Darien may have the solution for the commuting problems caused by last week's Metro-North Railroad electrical problems: A ferry.
First Selectman Jayme Stevenson said at Monday's Board of Selectmen meeting that she had conversations with the president of Seastreak, a ferry company, to temporarily provide a ferry service from the Darien harbor to 35th Street and Pier 11 Wall Street.
But with the speed that the train lines are being repaired, it seems as though the ferry idea will have to wait for a different emergency.
Jim Barker, Seastreak president and a Darien resident, said he initially approached Stevenson and Stamford to have a ferry shuttle out of the Building Landing Technology docks, which are within walking distance from the train parking lot, but the plan was denied, so a different conversation with Stevenson was started about having the ferry leave from Darien.
Seastreak is a ferry charter company that provides transportation for commuters into New York City from New Jersey and Brooklyn as well as several trips in Massachusetts to Martha's Vineyard. Seastreak was in the spotlight in January after one of its vessels from New Jersey crashed into a Manhattan dock and left more than 50 people injured.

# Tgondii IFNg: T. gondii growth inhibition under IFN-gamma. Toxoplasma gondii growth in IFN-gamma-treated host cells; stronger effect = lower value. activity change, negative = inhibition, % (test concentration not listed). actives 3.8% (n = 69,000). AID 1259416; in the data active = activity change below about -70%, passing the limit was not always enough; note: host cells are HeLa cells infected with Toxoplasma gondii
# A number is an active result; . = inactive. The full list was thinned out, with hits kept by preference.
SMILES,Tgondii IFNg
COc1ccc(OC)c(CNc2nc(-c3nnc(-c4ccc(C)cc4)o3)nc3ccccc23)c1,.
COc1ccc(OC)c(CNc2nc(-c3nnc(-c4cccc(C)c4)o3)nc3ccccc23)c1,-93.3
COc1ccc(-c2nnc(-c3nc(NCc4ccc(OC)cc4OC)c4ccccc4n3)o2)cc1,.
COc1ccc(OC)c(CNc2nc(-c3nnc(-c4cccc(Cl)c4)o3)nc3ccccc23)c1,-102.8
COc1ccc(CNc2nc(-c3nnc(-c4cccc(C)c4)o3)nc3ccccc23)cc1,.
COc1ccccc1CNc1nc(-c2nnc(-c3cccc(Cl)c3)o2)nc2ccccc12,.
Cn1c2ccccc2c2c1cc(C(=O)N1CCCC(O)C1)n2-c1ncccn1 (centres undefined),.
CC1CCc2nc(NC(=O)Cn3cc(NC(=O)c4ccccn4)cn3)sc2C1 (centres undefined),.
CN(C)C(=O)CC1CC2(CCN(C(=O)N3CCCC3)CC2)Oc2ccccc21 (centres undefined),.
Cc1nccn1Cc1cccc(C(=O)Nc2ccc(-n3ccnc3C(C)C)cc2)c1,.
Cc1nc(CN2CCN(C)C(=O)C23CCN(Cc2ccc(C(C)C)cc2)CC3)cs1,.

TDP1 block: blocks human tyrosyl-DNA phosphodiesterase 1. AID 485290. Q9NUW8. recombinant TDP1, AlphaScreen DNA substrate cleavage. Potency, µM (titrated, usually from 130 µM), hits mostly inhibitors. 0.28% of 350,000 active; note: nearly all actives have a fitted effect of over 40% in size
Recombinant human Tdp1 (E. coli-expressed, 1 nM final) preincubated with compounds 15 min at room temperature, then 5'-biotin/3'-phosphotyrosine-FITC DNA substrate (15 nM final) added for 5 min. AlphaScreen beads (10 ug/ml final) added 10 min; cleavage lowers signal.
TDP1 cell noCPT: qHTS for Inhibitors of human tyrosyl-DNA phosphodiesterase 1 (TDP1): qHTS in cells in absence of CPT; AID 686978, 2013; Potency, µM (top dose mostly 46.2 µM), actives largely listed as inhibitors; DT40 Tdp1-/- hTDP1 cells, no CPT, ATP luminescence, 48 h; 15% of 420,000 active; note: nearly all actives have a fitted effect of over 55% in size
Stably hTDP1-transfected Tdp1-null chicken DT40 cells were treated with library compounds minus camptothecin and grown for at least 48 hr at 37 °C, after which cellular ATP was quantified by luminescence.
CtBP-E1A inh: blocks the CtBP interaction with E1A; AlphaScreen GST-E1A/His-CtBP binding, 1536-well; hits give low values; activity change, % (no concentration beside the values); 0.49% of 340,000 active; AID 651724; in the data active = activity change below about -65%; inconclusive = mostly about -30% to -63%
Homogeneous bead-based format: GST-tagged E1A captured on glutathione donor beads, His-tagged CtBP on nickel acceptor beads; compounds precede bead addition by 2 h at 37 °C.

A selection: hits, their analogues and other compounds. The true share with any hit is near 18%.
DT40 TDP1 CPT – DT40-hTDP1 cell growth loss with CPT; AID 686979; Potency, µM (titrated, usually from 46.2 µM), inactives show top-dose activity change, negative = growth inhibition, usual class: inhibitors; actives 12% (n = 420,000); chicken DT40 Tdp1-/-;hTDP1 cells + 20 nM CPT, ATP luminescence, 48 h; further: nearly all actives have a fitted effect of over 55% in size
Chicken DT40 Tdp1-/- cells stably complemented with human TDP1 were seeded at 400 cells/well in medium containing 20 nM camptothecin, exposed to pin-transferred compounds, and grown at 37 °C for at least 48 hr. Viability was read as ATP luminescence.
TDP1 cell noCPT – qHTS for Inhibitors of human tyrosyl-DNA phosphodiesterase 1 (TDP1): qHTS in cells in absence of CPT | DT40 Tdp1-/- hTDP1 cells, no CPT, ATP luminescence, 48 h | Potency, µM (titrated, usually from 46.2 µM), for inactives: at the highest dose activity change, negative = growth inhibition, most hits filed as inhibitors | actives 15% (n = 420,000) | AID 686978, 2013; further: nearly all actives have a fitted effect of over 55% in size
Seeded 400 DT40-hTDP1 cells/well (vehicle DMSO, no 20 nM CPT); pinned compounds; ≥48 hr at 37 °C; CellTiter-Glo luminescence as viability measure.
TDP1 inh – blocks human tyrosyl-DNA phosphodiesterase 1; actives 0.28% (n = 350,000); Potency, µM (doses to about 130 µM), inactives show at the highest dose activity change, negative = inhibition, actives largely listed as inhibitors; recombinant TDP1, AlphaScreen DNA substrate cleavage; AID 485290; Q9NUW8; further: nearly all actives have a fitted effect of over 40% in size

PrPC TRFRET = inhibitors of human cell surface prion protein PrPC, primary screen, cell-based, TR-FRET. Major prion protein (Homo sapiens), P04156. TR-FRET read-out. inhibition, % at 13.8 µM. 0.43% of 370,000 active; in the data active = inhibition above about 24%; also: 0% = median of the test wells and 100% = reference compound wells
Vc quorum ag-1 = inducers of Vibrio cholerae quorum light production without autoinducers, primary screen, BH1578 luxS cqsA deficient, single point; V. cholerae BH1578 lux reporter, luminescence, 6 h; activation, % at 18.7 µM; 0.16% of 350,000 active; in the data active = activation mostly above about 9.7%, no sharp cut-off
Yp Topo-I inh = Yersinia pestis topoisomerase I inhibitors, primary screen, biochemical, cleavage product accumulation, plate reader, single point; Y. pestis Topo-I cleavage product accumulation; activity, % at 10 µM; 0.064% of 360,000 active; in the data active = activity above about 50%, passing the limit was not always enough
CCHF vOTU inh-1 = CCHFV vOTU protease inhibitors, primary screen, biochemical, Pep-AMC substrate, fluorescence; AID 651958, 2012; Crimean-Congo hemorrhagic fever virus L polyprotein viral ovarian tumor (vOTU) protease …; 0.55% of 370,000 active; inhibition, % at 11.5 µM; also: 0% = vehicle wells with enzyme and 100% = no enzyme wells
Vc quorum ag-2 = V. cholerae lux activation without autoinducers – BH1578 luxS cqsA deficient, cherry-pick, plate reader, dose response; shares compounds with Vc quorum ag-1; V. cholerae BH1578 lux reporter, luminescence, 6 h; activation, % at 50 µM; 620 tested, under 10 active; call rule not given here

Barker has three different length boats -- 65 feet, 99 feet and 141 feet -- and the smaller of the three can fit in the Darien harbor. He and Stevenson discussed testing the 65-foot ferry at the harbor, and they received approval from Darien Police Chief Duane Lovello, Harbor Master Tom Bell and Parks and Recreation Director Sue Swiatek.
"It's a novel approach and I think it's worth exploring," Lovello said. "I think the timing is right."
Because school is in session and the beaches are not being heavily used, like in the summer, traffic along the roads leading to the harbor has significantly decreased.
The 65-foot ferry is capable of carrying 150 passengers and would have made one trip in the morning to the city and one back to Darien in the evening. It is normally used to transport people from the Jersey Shore to New York Yankees or New York Mets baseball games during the season.
Train service came to a halt on the New Haven line on Sept. 25 after a Consolidated Edison feeder cable near Mt. Vernon, N.Y., failed just after 5 a.m., stopping the train service from Stamford to Grand Central.
Con Edison officials initially said it could take weeks to restore the power to the trains, however the electric feeder cable problem that's disrupted the heavily used rail line is expected to be fixed by Oct. 7. After testing, service is expected to resume Oct. 7 or Oct. 8, earlier than the initial Oct. 14 prediction.
Barker is currently awaiting further communication from the town to move forward and schedule a time to test bringing the boat into the harbor.
"If there's an emergency, we're always willing to help any way we can," Barker said. "But we're not trying to operate a ferry service out of Darien."
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